Elisabeth Michiel is no stranger to multidisciplinary design work, merging graphic design, illustration and fashion, her fluidity translates from her approach to the work itself. Flowing lines, bold shapes and a strong compositional aesthetic result in dynamic, multilayered and beautiful works where following the interconnected lines reveal a new story each time.

Berlin-based ELMI was invited to leave her mark on FRISUR’s SS18 collection as the brand continues their exploration of local artists through collaborative works. As with AW17’s “The Artist” it was important to connect with a like-minded creative who inspires and is inspired by the collection.

Your work covers a wide range of artistic and graphic designs. How did you get into illustration? What / who are your inspirations?

My background is in communication and fashion design. Drawing was always a major discipline in my studies. I actually didn’t see myself as an illustrator for a long time even though my graphic work was always really playful and illustrative.

I get inspiration from everyday shapes and patterns that are surrounding me. But a lot really happens just in the process, depending on the tools I choose and the mood I am in. Nowadays I see illustration and pattern design as a relaxing and more intuitive side to my work. Beside my textile design and illustration work I work (as bureau Michiel) in branding and creative consulting, which is more strategic and conceptual.

We’re now in your studio in Kreuzberg, Berlin, what is important for your working environment? What do you need to get started on a project?

My studio needs to feel as comfortable and cosy as my home, meaning there must be many plants surrounding me, my desk needs to be organised and the studio fridge must be filled up since we cook here almost every day. It is actually my second home.
Ideally a new project starts with a personal conversation, preferred over a coffee or lunch

Can you talk me through your creative process?

After kicking of the collaboration with FRISUR, visiting them in their studio, seeing the fabrics and mood boards I started to research old images of jazz musicians. I was interested in the shapes of the instruments and the facial expressions of the musicians while they play. Of course listening to some Mulatu Asteke and trying to transfer these shapes and forms really intuitively. As soon as I liked the results I set up a meeting with FRISUR and walked over to their studio.

FRISUR approached you for a collaboration on their current collection, the musician, how did you connect with the theme and how was it to work with a local fashion brand? What is it like to see your work go from sketch to an embroidery as part of a fashion collection?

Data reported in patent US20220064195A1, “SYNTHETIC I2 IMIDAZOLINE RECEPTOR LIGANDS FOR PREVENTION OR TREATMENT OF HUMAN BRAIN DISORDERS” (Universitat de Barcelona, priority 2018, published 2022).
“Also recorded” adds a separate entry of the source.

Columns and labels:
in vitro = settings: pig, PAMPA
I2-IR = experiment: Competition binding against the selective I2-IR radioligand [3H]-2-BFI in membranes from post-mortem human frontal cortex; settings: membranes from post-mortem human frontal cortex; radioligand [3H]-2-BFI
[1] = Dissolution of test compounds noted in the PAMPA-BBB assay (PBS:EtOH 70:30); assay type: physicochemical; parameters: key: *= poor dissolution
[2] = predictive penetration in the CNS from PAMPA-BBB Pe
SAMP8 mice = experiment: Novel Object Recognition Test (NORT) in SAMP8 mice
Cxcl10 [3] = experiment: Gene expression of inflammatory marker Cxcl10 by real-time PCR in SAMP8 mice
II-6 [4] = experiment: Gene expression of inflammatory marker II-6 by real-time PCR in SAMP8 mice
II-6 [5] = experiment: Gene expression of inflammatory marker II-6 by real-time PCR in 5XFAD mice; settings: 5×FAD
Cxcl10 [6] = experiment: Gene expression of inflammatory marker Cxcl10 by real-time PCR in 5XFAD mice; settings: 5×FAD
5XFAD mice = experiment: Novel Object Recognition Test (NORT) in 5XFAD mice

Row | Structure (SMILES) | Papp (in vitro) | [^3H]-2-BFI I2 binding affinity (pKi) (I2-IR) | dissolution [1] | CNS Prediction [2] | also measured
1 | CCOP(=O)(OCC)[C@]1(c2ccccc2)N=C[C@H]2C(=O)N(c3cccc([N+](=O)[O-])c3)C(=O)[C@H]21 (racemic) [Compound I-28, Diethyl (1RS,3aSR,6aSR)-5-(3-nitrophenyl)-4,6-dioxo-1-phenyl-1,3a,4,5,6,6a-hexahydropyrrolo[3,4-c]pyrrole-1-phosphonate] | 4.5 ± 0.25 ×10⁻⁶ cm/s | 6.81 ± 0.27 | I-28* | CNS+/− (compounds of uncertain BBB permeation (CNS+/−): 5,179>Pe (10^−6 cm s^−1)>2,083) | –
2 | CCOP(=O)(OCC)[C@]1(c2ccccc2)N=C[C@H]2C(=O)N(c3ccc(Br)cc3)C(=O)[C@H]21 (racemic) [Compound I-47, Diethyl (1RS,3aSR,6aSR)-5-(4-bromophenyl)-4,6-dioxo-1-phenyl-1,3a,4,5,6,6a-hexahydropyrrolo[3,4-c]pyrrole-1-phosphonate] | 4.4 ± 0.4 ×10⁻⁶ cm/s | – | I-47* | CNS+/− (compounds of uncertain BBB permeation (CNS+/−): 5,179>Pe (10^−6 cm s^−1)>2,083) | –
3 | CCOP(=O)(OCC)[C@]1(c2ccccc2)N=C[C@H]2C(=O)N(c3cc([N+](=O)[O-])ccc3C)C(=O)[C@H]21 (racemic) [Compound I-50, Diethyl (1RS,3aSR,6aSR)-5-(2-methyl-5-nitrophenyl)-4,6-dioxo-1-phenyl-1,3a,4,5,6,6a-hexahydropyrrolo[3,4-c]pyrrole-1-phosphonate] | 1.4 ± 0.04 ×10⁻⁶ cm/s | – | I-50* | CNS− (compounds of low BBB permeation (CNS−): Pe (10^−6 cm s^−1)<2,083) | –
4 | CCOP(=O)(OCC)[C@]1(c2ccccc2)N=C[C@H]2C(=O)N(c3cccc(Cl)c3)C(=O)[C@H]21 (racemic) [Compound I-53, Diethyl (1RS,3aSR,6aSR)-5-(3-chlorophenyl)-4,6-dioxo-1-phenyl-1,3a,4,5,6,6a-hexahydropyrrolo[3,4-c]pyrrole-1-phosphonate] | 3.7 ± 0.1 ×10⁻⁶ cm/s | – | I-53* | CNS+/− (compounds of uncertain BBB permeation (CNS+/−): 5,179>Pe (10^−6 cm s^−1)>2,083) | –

The collection theme moods and the story FRISUR created were easy to understand but still left freedom for my interpretation. The main difference to my other fashion projects was that our studios are so close by that we met in person to discuss the outcome. That made the process much easier and created a good and close working atmosphere.

Since I worked for different fashion brands in the past this was not the first time my designs were printed or embroidered on fabrics. However I am always super excited to see the results. Working with different materials and print techniques has a huge effect on the outcome. In this case since we worked with embroidery we decided to focus on lines rather than even surfaces. Otherwise the shirt would have been really stiff and uncomfortable to wear.

How did their style and choice of materials effect your design? What pieces from the collection speak to you the most?

Generally I feel like FRISUR focusses on interesting but classic silhouettes and high-quality fabrics. For THE JAZZ we did not use any other prints or embroideries, so I was free to choose the illustrative style for the SELA shirt. I was able to create the non commercial eye catcher and I am happy that the feedback is so positive.

Besides the SELA shirt, my collections favorite is the CHARLOTTE top.
I love the asymmetric piano stripes and how the fabric connects with the collection theme. I appreciate that some pieces are gender neutral like the ASIR Jacket, and TOM coat which I will definitely get for myself.

You had a pretty close working relationship, it seemed important on both sides that the result grew organically alongisde the development of the collection. How does that compare to the way you usually work?

We really took our time to let the illustration grow organically. Most of the time I work under a big time pressure and my clients have a specific idea in mind. With this collaboration I had the freedom to try out and experiment.


Illustration by Elisabeth Michiel / ELMI design
Photography and Interview by Joshua Woolford.

Lookbook and Campaign Photography by Søren Drastrup.

To see more of the artists work visit: